• ITVI.USA
    15,070.180
    -26.240
    -0.2%
  • OTRI.USA
    24.340
    -0.150
    -0.6%
  • OTVI.USA
    15,050.880
    -19.870
    -0.1%
  • TLT.USA
    2.710
    -0.020
    -0.7%
  • TSTOPVRPM.ATLPHL
    3.350
    0.280
    9.1%
  • TSTOPVRPM.CHIATL
    3.090
    0.230
    8%
  • TSTOPVRPM.DALLAX
    1.730
    0.070
    4.2%
  • TSTOPVRPM.LAXDAL
    3.100
    0.150
    5.1%
  • TSTOPVRPM.PHLCHI
    2.160
    0.120
    5.9%
  • TSTOPVRPM.LAXSEA
    3.570
    0.220
    6.6%
  • WAIT.USA
    125.000
    -2.000
    -1.6%
  • ITVI.USA
    15,070.180
    -26.240
    -0.2%
  • OTRI.USA
    24.340
    -0.150
    -0.6%
  • OTVI.USA
    15,050.880
    -19.870
    -0.1%
  • TLT.USA
    2.710
    -0.020
    -0.7%
  • TSTOPVRPM.ATLPHL
    3.350
    0.280
    9.1%
  • TSTOPVRPM.CHIATL
    3.090
    0.230
    8%
  • TSTOPVRPM.DALLAX
    1.730
    0.070
    4.2%
  • TSTOPVRPM.LAXDAL
    3.100
    0.150
    5.1%
  • TSTOPVRPM.PHLCHI
    2.160
    0.120
    5.9%
  • TSTOPVRPM.LAXSEA
    3.570
    0.220
    6.6%
  • WAIT.USA
    125.000
    -2.000
    -1.6%
American ShipperContainerMaritimeNewsTop Stories

Hapag-Lloyd shelling out more than half a billion dollars for containers

150,000 TEUs of dry boxes and reefers ordered to remedy shortage

Hapag-Lloyd has ordered 150,000 twenty-foot equivalent units (TEUs) in an effort to combat slow turn times. The cost — about $550 million — represents one of the German ocean carrier’s largest container orders ever.

Import surges at U.S. ports, labor shortages caused by COVID-19 outbreaks and severe port congestion, particularly on the West Coast, all have contributed to a slow turnaround of containers to be sent empty back to Asia to be refilled.

Hapag-Lloyd said in the announcement it “needs significantly more than the normal number of boxes to carry the same volume because boxes are turning slower.”

CEO Rolf Habben Jansen explained in February, “Normally you would sail 12 days [to LA/Long Beach]. You unload two or three days and then you get the box back one or two weeks later from the customer. Today you sail 12 days, you wait for a week. The dwell time of the container is double what it is normally and then you have another delay on the rail side, so you easily lose a week or two weeks before you get the box back.”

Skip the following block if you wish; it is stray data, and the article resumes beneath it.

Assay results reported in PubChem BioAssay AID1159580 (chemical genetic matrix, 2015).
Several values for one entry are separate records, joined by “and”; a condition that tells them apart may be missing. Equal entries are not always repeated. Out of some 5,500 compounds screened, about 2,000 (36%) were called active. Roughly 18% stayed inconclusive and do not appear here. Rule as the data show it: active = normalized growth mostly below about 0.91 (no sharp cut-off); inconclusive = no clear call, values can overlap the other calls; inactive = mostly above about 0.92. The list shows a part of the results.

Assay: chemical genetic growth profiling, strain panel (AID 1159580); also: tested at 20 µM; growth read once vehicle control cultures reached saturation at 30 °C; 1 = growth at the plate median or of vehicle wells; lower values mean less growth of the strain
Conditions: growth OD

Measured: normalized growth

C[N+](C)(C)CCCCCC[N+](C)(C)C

Despite the challenges, Hapag-Lloyd’s 2020 net profit was up a staggering 155.4% to $1.06 billion. 

Some of the 150,000 TEUs were delivered in the first quarter and have been integrated into Hapag-Lloyd’s container fleet. But most of the dry boxes and “state-of-the-art” reefer containers will be delivered in the coming months, Hapag-Lloyd said. The shipping line also has ordered 8,000 TEUs of special containers for oversized or dangerous goods. 

“The container shipping industry is currently seeing unprecedented demand, which has led to a shortage of containers all over the world,” Habben Jansen said in the announcement. “With its recent container orders, Hapag-Lloyd is contributing to efforts to ease the current situation and will be able to offer its customers a much better service.”

Hapag-Lloyd profit skyrockets with ‘stellar performance’

Hapag-Lloyd CEO: COVID, congestion, container shortage form ‘perfect storm’

Hapag-Lloyd’s earnings ‘significantly higher’ despite uncertainty of 2020

Click here for more American Shipper/FreightWaves stories by Senior Editor Kim Link-Wills.

Kim Link-Wills, Senior Editor

Senior Editor Kim Link-Wills has written about everything from agriculture as a reporter for Illinois Agri-News to zoology as editor of the Georgia Tech Alumni Magazine. Her work has garnered awards from the Council for the Advancement and Support of Education, the Georgia Institute of Technology and the Magazine Association of the Southeast. Prior to serving as managing editor of American Shipper, Kim spent more than four years with XPO Logistics.

4 Comments

  1. Very good article. I hope all labor internationally , especially here in the
    USA are making a lot of money.
    Longshoremen are sure doing that along with the Marine clerks.

  2. If we would make more products here in the USA. We wouldn’t need more container boxes. As soon as we piss off China enough. They’ll start torpedoing the container ships.

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